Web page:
Book your FREE 15-minute consultation today!

Solution Focused Brief Therapy (SFBT)

Solution Focused Brief Therapy (SFBT)

Solution Focused Brief Therapy (SFBT)

SFBT is based upon the view that individuals have their own vision of how they would like their lives to be, and what would be different in their preferred vision of the future. The client is encouraged to create and describe their vision of a desired future and then to think about how they might strengthen their current abilities in order to reach the desired outcomes.

The therapist guides the client in identifying what works well for them now, or what has worked in the past for similar challenges. At times, new approaches to problems are encouraged as a way to experiment with possible responses to new challenging circumstances.

Solution-Focused Brief Therapy (SFBT) is another label for the same therapy method and is sometimes used to emphasize the very brief nature of this approach. As noted earlier, the process is expected to require six to eight sessions, as opposed to most models of psychotherapy, which often require at least five months of weekly sessions.

Techniques Used in Solution-Focused Therapy

A variety of techniques are used in SFT in order to identify client strengths, determine what worked for the person in the past, and encourage finding solutions to the current problems. These techniques can be grouped as coping questions, scaling questions, the “miracle question,” and the consultation break.

Coping Questions

Coping questions include several different forms of questions, all directed at identifying personal strengths and which types of coping behaviors have worked in the past for that particular client. One form of coping question is called “looking for exceptions” to the current situation. The client may be asked, “What was different in your past at a time when this wasn’t a problem?”

A very similar technique is to ask, “How did you cope in the past?” or, “What has worked for you before, when faced with a similar situation?” Previous solutions might be effective again, in spite of different circumstances. A client might be encouraged to experiment with using an approach that worked in the past, even though the current situation is not exactly the same.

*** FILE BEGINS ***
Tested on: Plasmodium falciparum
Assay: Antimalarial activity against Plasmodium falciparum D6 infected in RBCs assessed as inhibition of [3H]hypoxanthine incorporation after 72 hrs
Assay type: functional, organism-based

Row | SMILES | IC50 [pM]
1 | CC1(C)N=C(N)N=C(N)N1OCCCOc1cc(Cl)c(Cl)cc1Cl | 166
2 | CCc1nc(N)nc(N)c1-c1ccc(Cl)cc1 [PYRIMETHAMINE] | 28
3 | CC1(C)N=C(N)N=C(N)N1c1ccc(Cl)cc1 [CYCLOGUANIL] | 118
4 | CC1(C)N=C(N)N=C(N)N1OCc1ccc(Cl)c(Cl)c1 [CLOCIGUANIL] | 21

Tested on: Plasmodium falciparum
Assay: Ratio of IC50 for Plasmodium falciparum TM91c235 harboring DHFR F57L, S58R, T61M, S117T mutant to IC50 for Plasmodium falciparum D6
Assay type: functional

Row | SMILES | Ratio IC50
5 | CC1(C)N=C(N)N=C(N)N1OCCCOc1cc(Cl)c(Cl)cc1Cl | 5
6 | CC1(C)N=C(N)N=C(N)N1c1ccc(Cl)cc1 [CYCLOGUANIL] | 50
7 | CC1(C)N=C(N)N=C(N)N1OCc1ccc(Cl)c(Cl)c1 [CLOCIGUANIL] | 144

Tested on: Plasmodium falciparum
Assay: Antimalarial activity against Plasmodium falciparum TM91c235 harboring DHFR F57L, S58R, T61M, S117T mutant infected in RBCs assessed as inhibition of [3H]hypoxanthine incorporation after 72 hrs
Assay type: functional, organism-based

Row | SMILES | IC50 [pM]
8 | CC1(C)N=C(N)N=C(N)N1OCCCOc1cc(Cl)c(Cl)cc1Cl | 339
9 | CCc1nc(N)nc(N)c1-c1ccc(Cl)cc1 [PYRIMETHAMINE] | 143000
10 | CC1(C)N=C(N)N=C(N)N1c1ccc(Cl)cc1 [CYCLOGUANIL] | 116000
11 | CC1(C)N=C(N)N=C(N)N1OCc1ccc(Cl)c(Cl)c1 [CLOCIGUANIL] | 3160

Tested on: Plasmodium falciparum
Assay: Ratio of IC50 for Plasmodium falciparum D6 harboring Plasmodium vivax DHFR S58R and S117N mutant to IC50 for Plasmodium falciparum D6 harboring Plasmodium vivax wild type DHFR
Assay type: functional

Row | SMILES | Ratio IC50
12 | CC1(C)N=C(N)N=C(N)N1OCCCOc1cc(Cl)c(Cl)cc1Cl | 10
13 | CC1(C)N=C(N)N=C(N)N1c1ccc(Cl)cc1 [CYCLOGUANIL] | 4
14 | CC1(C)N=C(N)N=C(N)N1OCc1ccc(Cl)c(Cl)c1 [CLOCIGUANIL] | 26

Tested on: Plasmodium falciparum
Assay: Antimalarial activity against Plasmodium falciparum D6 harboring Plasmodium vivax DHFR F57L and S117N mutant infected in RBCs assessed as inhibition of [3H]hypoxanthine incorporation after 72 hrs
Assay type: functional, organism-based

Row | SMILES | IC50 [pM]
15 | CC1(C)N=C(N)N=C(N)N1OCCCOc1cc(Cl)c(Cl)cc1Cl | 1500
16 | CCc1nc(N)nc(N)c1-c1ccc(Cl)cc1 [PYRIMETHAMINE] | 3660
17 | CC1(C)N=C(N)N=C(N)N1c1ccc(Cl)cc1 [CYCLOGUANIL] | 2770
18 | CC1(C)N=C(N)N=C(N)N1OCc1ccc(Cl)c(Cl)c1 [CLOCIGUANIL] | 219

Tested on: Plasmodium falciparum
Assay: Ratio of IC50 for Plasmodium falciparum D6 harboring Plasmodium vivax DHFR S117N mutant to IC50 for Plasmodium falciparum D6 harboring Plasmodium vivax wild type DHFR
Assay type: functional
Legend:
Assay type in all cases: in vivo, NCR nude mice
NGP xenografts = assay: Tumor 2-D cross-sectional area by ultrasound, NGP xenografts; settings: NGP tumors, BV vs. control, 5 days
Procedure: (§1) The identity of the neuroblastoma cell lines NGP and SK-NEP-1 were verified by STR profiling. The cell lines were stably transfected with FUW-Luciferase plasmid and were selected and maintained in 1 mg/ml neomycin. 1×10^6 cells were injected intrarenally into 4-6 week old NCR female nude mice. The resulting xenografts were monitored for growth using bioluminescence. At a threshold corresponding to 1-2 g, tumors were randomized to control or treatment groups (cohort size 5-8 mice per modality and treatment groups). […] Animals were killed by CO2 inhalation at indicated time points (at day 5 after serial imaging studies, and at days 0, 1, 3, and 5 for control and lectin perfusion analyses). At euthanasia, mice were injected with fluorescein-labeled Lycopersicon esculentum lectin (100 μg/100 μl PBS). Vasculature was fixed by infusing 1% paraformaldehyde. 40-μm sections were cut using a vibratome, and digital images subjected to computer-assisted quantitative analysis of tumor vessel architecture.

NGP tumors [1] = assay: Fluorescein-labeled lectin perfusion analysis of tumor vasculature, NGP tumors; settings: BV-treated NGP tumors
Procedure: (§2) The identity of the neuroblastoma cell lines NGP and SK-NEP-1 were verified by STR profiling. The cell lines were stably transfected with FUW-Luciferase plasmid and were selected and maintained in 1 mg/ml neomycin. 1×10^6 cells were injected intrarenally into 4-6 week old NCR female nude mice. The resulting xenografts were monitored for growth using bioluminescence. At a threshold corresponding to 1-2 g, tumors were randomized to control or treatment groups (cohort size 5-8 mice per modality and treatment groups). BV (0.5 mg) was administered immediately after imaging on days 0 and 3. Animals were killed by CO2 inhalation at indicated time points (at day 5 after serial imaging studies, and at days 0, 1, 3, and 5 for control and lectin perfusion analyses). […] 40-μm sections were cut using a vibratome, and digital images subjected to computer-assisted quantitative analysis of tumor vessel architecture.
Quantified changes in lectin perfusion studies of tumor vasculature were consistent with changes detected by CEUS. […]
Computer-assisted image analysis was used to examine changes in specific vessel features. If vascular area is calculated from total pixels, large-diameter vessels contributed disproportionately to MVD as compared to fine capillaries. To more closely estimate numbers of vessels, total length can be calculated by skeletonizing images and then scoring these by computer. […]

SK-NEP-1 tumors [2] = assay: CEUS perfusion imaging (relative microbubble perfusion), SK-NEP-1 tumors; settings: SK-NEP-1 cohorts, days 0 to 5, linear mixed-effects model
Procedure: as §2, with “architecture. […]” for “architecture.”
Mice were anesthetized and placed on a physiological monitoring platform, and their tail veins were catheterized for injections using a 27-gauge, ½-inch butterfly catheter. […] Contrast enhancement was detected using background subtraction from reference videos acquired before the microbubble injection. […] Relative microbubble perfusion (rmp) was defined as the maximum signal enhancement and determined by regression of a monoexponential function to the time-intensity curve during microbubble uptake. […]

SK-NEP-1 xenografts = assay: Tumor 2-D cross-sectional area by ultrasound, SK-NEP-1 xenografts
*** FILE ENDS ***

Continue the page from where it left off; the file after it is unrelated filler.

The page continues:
SFT therapists use compliments to identify a client’s strengths which were demonstrated by how they coped during difficult times in the past. For example, “That must have been very difficult. How did you manage that?” or, “How did you keep that situation from getting worse?” The therapist might directly comment on the client’s courage or resiliency that was demonstrated by their past coping behaviors.

Scaling Questions

Scaling questions are sometimes used to help the client monitor their own progress, describe their level of hopefulness, or evaluate their situation as a more objective person might. For example, a client in a couples’ session may be asked, “On a scale from 1 to 10, how hopeful are you that this relationship can improve?” Scaling questions are also very useful for teenage clients who may have more difficulty describing their feelings or expressing their level of concern in more emotional terms.

The Miracle Question

The miracle question is a specific question that is used to identify the first, simple, realistic steps toward a solution that could be taken immediately by the client. The question is intentionally asked in a long drawn-out manner in order to engage the client’s more relaxed problem-solving state of mind.

To state it simply, the technique involves asking the client to imagine that their problem is miraculously solved overnight. How will they know that the problem is solved? “How would you feel? What would you think? What would you do that’s different from what you did today?” The assumption is that even one simple desirable change in behavior or attitude often leads to further desirable changes.

Consultation Break

A common technique in SFT is to take a break during the second half of each session and review what has been discussed so far. Shortly before the break, the client is asked if there is any further information that they would like to provide. During the break, they are left alone for a few minutes to reflect on what was already said. Upon returning, the therapist offers an encouraging and therapeutic message about the client’s ability to accomplish their goal.

Think we might be a good fit? Contact us for a free consultation today to learn more about how we can help. Offering online counseling. Learn more about our HIPAA-compliant Telehealth therapy. It's time you move forward and CREATE the happiest healthiest you! Please reach out soon or book a consultation now!


Need assistance with your mental health? Our team of experienced therapists are here to help. Fill out the form below and we'll contact you within 24 hours.

Get in Touch

Follow Us